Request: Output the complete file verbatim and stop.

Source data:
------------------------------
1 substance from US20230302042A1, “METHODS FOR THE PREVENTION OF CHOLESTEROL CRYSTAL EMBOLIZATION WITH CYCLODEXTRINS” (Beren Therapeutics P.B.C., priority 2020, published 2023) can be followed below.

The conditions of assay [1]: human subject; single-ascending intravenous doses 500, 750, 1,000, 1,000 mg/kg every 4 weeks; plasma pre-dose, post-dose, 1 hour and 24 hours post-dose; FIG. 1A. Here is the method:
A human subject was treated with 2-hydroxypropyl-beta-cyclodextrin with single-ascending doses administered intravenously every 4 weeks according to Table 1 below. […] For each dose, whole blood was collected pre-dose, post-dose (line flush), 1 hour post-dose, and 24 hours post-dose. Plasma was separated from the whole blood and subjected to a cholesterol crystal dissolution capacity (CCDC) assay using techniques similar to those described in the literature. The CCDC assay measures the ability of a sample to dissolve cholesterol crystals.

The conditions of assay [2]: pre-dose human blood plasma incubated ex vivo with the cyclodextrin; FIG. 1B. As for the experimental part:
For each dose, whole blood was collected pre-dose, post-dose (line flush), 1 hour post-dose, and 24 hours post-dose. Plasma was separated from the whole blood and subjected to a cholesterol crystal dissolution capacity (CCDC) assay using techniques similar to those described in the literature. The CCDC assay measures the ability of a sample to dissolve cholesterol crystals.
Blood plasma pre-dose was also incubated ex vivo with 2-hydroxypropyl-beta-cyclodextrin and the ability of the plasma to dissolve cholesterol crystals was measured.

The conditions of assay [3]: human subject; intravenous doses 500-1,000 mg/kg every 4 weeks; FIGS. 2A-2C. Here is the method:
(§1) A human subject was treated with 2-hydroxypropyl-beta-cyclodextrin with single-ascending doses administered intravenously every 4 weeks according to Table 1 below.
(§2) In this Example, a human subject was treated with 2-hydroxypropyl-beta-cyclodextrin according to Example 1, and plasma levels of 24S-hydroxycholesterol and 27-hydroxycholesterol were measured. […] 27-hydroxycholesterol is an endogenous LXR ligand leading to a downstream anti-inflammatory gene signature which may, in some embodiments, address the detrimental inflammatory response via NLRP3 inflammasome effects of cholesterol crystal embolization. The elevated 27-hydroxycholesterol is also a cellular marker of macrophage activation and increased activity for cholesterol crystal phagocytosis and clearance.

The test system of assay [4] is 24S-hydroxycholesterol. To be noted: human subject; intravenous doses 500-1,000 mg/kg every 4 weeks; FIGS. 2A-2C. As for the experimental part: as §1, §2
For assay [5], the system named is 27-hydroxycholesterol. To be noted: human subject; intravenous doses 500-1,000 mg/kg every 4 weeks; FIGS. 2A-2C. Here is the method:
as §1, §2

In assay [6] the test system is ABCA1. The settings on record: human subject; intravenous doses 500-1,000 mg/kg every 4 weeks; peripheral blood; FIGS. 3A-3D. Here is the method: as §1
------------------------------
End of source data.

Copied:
1 substance from US20230302042A1, “METHODS FOR THE PREVENTION OF CHOLESTEROL CRYSTAL EMBOLIZATION WITH CYCLODEXTRINS” (Beren Therapeutics P.B.C., priority 2020, published 2023) can be followed below.

The conditions of assay [1]: human subject; single-ascending intravenous doses 500, 750, 1,000, 1,000 mg/kg every 4 weeks; plasma pre-dose, post-dose, 1 hour and 24 hours post-dose; FIG. 1A. Here is the method:
A human subject was treated with 2-hydroxypropyl-beta-cyclodextrin with single-ascending doses administered intravenously every 4 weeks according to Table 1 below. […] For each dose, whole blood was collected pre-dose, post-dose (line flush), 1 hour post-dose, and 24 hours post-dose. Plasma was separated from the whole blood and subjected to a cholesterol crystal dissolution capacity (CCDC) assay using techniques similar to those described in the literature. The CCDC assay measures the ability of a sample to dissolve cholesterol crystals.

The conditions of assay [2]: pre-dose human blood plasma incubated ex vivo with the cyclodextrin; FIG. 1B. As for the experimental part:
For each dose, whole blood was collected pre-dose, post-dose (line flush), 1 hour post-dose, and 24 hours post-dose. Plasma was separated from the whole blood and subjected to a cholesterol crystal dissolution capacity (CCDC) assay using techniques similar to those described in the literature. The CCDC assay measures the ability of a sample to dissolve cholesterol crystals.
Blood plasma pre-dose was also incubated ex vivo with 2-hydroxypropyl-beta-cyclodextrin and the ability of the plasma to dissolve cholesterol crystals was measured.

The conditions of assay [3]: human subject; intravenous doses 500-1,000 mg/kg every 4 weeks; FIGS. 2A-2C. Here is the method:
(§1) A human subject was treated with 2-hydroxypropyl-beta-cyclodextrin with single-ascending doses administered intravenously every 4 weeks according to Table 1 below.
(§2) In this Example, a human subject was treated with 2-hydroxypropyl-beta-cyclodextrin according to Example 1, and plasma levels of 24S-hydroxycholesterol and 27-hydroxycholesterol were measured. […] 27-hydroxycholesterol is an endogenous LXR ligand leading to a downstream anti-inflammatory gene signature which may, in some embodiments, address the detrimental inflammatory response via NLRP3 inflammasome effects of cholesterol crystal embolization. The elevated 27-hydroxycholesterol is also a cellular marker of macrophage activation and increased activity for cholesterol crystal phagocytosis and clearance.

The test system of assay [4] is 24S-hydroxycholesterol. To be noted: human subject; intravenous doses 500-1,000 mg/kg every 4 weeks; FIGS. 2A-2C. As for the experimental part: as §1, §2
For assay [5], the system named is 27-hydroxycholesterol. To be noted: human subject; intravenous doses 500-1,000 mg/kg every 4 weeks; FIGS. 2A-2C. Here is the method:
as §1, §2

In assay [6] the test system is ABCA1. The settings on record: human subject; intravenous doses 500-1,000 mg/kg every 4 weeks; peripheral blood; FIGS. 3A-3D. Here is the method: as §1